Samuel Meryl Beecher Jr.
(1915-1989)
Gertrude E. Hoover
(1918-1987)
Woodrow Wilson Stough
(1919-1996)
Helen A. Walters
(1920-)
Gary Lee Beecher
(1941-)
Joann Louise Stough
(1941-)
Holly Ann Beecher
(1970-)

 

Family Links

Spouses/Children:
1. Blaine William Feeser II

Holly Ann Beecher 2 3 4 5 6

  • Born: 22 Dec 1970, , York, PA 4
  • Marriage (1): Blaine William Feeser II on 11 Oct 1997 in , York, PA 1 2

  Noted events in her life were:

1. Newspaper: York Daily Record: Holly A. Beecher, 1997, York, York, PA. 2 Holly A. Beecher
(photo of Holly A. Beecher and Blaine W. Feeser II)

Joann and Gary Beecher, 2340 Blackberry Road, Dover, announce the engagement of their daughter, Holly Ann Beecher, to Blaine William Feeser II, son of Phyllis and Blaine Feeser, 107 Delwood Ave., Dover.
The bride-to-be, a 1989 graduate of Dover Area High School, was awarded a bachelor's degree in business administration and human administration and human resources in 1994 from Drexel University. A master's in business administration candidate at Temple University, whe is a vice president of Beecher & Myers Co. Inc.
Her fiance, also a 1989 graduate of Dover Area High School, received a bachelor's degree in business administration and accounting from the University of Pittsburgh in 1994, and is plant manager for Beecher & Myers Co. inc.
An Oct. 11 wedding is being planned.

2. Newspaper: York Daily Record: Improving a dog's life Holly Feeser rescues and finds homes for schnauzers, 28 Oct 2002, York, York, PA. 7 A doorbell buzzes and several small wiggling dogs at Holly Feeser's Dover Township home begin to bark.
Their toenails scrabble on the wooden floor as they race to sound the visitor alarm at the front door.
One dog - a new arrival named Rhoady - woofs from a cage.
Feeser, 31, disregards the canine noise, smiles and opens the door wide. She's ready to talk about the dogs who have occupied so much of her life for the last four years. In 1998, Feeser joined the New Jersey Schnauzer Rescue Network and has helped rescue, foster and find homes for about 250 schnauzers and schnauzer mixes.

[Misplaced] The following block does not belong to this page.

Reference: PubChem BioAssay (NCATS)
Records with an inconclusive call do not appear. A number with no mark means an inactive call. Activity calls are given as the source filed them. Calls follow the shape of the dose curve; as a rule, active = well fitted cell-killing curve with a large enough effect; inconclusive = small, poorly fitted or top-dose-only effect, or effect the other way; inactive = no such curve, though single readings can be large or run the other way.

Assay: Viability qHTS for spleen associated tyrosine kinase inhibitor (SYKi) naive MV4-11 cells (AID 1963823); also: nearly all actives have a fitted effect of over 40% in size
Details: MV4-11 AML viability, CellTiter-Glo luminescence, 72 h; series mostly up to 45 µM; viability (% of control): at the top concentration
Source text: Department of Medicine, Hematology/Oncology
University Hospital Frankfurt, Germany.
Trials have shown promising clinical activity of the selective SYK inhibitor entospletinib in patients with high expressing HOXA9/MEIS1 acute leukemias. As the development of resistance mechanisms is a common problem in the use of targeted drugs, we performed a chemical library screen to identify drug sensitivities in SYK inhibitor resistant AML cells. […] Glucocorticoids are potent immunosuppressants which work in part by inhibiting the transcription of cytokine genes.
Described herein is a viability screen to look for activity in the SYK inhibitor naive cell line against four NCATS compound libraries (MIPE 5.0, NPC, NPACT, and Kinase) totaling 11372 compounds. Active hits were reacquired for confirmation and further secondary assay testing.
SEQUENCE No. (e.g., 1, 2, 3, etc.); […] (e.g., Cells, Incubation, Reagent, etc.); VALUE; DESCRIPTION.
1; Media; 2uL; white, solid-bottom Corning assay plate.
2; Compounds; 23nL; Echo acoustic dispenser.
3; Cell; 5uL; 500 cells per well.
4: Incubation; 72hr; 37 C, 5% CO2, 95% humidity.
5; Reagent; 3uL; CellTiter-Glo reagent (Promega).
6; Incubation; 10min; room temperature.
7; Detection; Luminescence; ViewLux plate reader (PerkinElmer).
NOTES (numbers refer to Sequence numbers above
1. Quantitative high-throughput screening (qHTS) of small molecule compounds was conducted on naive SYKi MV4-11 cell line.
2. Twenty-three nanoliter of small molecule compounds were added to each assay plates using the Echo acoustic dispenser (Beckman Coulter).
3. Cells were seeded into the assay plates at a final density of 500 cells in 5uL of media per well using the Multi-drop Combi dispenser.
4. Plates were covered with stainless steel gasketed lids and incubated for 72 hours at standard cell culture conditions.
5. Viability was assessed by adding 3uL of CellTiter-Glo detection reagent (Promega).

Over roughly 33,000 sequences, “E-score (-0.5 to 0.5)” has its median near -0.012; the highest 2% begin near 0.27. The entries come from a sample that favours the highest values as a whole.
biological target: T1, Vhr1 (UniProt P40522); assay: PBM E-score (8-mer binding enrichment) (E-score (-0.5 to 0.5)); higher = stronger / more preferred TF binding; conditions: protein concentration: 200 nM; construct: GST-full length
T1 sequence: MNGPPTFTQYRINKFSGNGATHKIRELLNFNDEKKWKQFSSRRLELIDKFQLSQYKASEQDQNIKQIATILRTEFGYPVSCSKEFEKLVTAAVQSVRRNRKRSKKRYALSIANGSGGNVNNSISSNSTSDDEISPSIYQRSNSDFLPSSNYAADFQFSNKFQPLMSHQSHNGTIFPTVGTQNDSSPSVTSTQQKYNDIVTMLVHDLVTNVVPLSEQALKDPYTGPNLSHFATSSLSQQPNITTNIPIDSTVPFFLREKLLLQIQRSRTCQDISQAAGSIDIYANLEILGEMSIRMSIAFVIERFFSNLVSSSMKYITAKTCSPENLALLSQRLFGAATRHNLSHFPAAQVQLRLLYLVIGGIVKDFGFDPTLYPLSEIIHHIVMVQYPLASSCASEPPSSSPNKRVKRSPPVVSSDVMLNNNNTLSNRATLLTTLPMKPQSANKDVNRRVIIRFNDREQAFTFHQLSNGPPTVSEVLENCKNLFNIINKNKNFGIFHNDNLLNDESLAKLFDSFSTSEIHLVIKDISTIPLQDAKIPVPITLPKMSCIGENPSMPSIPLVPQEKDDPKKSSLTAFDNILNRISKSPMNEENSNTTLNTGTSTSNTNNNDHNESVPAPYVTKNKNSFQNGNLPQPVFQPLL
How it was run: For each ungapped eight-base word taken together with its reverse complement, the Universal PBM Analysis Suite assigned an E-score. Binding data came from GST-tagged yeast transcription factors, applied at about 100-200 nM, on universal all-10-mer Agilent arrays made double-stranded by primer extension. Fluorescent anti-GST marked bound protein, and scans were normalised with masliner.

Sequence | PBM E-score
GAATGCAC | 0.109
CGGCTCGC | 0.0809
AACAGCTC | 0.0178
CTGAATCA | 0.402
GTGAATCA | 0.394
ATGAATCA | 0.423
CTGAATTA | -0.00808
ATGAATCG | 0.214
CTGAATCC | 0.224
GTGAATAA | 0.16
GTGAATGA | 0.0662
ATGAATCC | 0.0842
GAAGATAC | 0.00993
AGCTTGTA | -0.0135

She speaks soothingly to Rhoady, a salt-and-pepper miniature schnauzer who settles down in his cage.
Rhoady was found about a week and a half before, running through the streets of West Chester, northwest of Philadelphia. He was brought into the rescue network, where he received medical care and was placed temporarily with Feeser until a permanent home could be found.
The cage separates him from Feeser's own schnauzers - Ally, 8, Connor, 6, and Raisin, 14 - while he adjusts to his new surroundings.
"There's times when it's a little difficult," Feeser says. "It's stressful. It's potluck when you take them in the house."
The first few days are the worst. New arrivals bark all night, and during the day, Feeser has to monitor their behavior closely. Some, especially those who have been abused or neglected, are snappy.
Many are sickly, and Feeser cares for wounds and gives medications prescribed by a veterinarian.
Older dogs with health concerns have a special place in Feeser's heart, she says. "There's nights when you stay on the floor with a hand on them, making sure they're still breathing."
But Rhoady would not stay with Feeser long. Within a few weeks, he would be placed in a home near Philadelphia.
The network spans but is not limited to Pennsylvania, Delaware, New Jersey and New York. It relies on its volunteers, an Internet posting board and a thorough application process for adoptive families.
Although the network is not a shelter, the rescue works closely with area shelters, picking up, caring for and placing the dogs in network foster homes. This way, shelter space is freed for other dogs.
The busiest times for the rescue are right before holidays and summer - when people are making plans for vacations without pets - and about a month after Christmas, when the puppy glamour is gone and the reality and responsibility of owning the canine gift sinks in.
The dog rescue work is like a second full-time job for Feeser, who also works with her husband, Blaine, managing the family wood products manufac turing company, Beecher & Myers Co. of Dover Township.
Feeser's phone rings at least once a week - day or evening - summoning her to pick up a stray or unwanted schnauzer in the network area. She has driven as far as Winchester, W.Va.
When she was 3, Feeser had her first schnauzer and fell in love with the breed. She adopted her first rescued schnauzer from the York County Society for the Prevention of Cruelty to Animals when she was in college in 1989.
"They are so loyal and very intelligent," she says. "They really demand to be a part of your life."
Feeser, along with rescue member Kelly Radcliffe of Susquehanna Township, also evaluates dogs who have bitten or have shown other aggressive behaviors. Their evaluations are valued by shelters and dog owners, and they have saved the lives of many dogs who were slated to be put down.